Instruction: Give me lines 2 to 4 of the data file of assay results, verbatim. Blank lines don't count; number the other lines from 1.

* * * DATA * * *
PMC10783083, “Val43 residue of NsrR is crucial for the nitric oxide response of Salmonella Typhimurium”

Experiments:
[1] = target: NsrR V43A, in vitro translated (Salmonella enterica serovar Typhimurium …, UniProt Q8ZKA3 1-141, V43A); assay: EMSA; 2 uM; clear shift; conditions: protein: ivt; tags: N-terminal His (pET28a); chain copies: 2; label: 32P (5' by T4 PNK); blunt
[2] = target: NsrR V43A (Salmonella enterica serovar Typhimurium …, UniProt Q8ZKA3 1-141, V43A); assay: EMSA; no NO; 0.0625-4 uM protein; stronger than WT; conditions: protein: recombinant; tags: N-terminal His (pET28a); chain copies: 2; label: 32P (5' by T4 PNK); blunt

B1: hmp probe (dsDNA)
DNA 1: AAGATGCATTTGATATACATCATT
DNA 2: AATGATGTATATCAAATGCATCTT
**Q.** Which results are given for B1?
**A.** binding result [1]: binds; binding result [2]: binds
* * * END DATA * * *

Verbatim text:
Experiments:
[1] = target: NsrR V43A, in vitro translated (Salmonella enterica serovar Typhimurium …, UniProt Q8ZKA3 1-141, V43A); assay: EMSA; 2 uM; clear shift; conditions: protein: ivt; tags: N-terminal His (pET28a); chain copies: 2; label: 32P (5' by T4 PNK); blunt
[2] = target: NsrR V43A (Salmonella enterica serovar Typhimurium …, UniProt Q8ZKA3 1-141, V43A); assay: EMSA; no NO; 0.0625-4 uM protein; stronger than WT; conditions: protein: recombinant; tags: N-terminal His (pET28a); chain copies: 2; label: 32P (5' by T4 PNK); blunt